Being able to convey feel to the sound after the keys are played, can transform a performance into something quite unique and almost magical. Indeed, Roland was definitely on to something when aftertouch began appearing on it’s synthesisers in the mid-eighties. Today, many classic synthesisers have aftertouch strips that either don’t work or are a shadow of what they used to be. Almost forty years later, my Roland Alpha Juno 2 replacement aftertouch sensor which uses modern FSR technology, has considerably more dynamic range and is infinitely more reliable than the second-generation transducers that Roland originally used in the AJ-2 and transcends the instrument into another dimension.
A couple of months ago, I received two Roland JX-8Ps with amongst other issues, failed aftertouch sensors. It was a great opportunity for me to try out something I've been meaning to do for a few years now. In no time, I'd developed a force sensitive resistor (FSR) based aftertouch system for the JX-8P. My friend Guy Wilkinson then lent me his JX-10 and 'AT-JX-10' appeared a couple of weeks later. After launching these products, something unexpected happened; I got contacted by a few AJ2 owners asking if I had considered developing a Roland Alpha Juno 2 replacement aftertouch sensor. Well, I hadn't but hey, here it is! 🙂
Roland launched the Alpha Juno 2 a year or so before I joined the company in '86 / '87 but like most music tech' at the time, instruments like the MKS-80, Juno-106, JX-8P and JX-10 were the ones that seemed to pop my eyes. As such, I never paid much attention to the Alpha Junos until many years after I'd left the company.
Today, the Alpha Juno 2 is a much respected synthesiser which has also proved to be very reliable... apart from the aftertouch. It was kind of a no-brainer therefore, to sort this out, especially following on from the success I'd recently had with the JX-8P and JX-10 replacement aftertouch sensor projects. There was only one problem; I didn't have a Roland Alpha Juno 2. 🙁
The development costs of designing peripherals for vintage equipment can be considerable and I was reluctant in this case, to whack on a good sum for a second-hand AJ-2. Having said that, I very almost did. But then...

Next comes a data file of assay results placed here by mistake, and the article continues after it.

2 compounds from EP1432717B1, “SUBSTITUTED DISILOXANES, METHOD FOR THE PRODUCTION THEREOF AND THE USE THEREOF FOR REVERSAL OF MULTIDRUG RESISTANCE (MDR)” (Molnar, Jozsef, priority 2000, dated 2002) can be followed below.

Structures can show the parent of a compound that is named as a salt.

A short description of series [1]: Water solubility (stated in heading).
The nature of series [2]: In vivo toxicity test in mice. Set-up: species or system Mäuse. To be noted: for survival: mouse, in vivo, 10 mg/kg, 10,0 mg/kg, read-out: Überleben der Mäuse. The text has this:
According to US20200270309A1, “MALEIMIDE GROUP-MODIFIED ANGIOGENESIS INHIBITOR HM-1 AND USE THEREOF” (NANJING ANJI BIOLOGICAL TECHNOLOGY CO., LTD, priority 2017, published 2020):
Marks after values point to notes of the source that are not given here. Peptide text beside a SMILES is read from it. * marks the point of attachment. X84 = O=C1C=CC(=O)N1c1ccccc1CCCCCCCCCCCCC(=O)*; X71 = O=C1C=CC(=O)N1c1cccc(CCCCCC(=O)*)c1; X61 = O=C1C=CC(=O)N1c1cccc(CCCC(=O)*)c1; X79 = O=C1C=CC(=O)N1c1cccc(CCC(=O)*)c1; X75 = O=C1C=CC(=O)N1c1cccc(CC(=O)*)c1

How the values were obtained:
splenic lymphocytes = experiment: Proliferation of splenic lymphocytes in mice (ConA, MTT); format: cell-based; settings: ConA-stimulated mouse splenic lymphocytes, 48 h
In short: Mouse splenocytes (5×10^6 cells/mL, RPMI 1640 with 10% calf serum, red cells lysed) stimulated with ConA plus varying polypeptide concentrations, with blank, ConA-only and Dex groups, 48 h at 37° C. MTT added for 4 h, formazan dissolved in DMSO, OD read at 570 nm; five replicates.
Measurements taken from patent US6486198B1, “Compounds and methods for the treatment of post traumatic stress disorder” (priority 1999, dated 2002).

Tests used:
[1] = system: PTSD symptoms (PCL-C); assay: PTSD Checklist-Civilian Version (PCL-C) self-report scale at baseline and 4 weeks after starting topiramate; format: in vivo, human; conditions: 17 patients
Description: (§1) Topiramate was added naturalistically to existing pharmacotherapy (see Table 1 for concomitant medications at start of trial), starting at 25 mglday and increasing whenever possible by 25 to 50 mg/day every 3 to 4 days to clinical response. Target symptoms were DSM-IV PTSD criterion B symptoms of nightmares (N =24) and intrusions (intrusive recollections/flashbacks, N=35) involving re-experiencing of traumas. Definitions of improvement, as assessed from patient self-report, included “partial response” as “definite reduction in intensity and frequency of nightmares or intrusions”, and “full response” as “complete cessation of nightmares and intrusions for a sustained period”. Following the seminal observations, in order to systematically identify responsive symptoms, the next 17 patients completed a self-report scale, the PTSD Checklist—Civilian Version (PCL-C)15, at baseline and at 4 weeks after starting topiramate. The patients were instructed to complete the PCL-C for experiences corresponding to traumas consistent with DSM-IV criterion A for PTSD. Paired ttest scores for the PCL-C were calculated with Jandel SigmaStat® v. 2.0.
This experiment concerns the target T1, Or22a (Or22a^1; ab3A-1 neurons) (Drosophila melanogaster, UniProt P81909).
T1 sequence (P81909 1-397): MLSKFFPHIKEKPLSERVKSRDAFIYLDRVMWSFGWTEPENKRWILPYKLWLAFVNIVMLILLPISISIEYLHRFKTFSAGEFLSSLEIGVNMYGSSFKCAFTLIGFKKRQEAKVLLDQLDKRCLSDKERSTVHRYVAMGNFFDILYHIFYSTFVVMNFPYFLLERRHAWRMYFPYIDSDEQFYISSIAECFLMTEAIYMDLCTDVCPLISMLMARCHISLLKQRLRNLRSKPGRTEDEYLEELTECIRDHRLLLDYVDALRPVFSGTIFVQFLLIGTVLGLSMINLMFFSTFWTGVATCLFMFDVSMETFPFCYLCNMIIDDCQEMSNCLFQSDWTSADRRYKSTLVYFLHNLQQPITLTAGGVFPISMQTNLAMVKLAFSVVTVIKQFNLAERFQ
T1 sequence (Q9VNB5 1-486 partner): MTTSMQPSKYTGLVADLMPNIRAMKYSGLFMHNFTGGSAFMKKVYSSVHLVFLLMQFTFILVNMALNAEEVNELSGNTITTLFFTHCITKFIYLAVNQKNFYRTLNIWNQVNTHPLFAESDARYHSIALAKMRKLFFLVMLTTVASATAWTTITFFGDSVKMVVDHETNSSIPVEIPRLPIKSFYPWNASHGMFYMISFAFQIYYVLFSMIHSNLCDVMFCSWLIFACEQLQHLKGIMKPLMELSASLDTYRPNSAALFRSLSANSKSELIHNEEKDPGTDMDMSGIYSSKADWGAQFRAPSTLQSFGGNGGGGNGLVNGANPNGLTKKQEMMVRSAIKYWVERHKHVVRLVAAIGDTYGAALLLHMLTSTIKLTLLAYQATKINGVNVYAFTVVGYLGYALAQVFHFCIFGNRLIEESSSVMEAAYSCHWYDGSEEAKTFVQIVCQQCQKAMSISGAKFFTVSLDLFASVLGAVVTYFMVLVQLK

Jumping to the rescue, my friend Guy Wilkinson suggested he contact a friend of his, who's an Alpha Juno 2 owner and indeed Jonathan was only too happy for me to use one of his his synths as a test bed. Yes, Jonathan has two Alpha Juno 2s!
So now I had a Roland Alpha Juno 2 but...
You need to be careful when taking apart an Alpha Juno 2 because the front of the main-board isn't simply screwed to any part of the chassis. Instead, Roland decided to have it supported in slots underneath the keyboard chassis. Removing the keyboard chassis without knowing this and hence, taking precautions, could easily snap the main-board! 🙁
The original aftertouch strip looks kinda FSRish but it's not. Similar to the sensor found in other synthesisers at the time, it's simply a couple of plastic strips with carbon tracks sandwiched together.
The Alpha Juno 2 is a slim instrument and wherever you look, space is limited. Even the front of the keyboard chassis is narrow. My replacement aftertouch sensor for the Roland AJ2 is 20mm wide and I just got lucky that it fitted.
Being basically refined versions of the type of carbon-track sensors that Roland originally used but delivering a lot more dynamic range as well as other benefits, FSRs are perfect for this kind of application. In fact, modern aftertouch sensors and even some drum pads use FSRs. The principle is the same but the resistive polymer material is of a modern composition and the manufacturing process makes FSRs considerably more robust and reliable than previous pressure sensors.
Having done this twice already and very recently and being very familiar with this synthesiser, developing a replacement aftertouch sensor for the Roland Alpha Juno 2 mainly involved measuring up and fine-tuning my FSR Aftertouch Interface (FAI) PCB.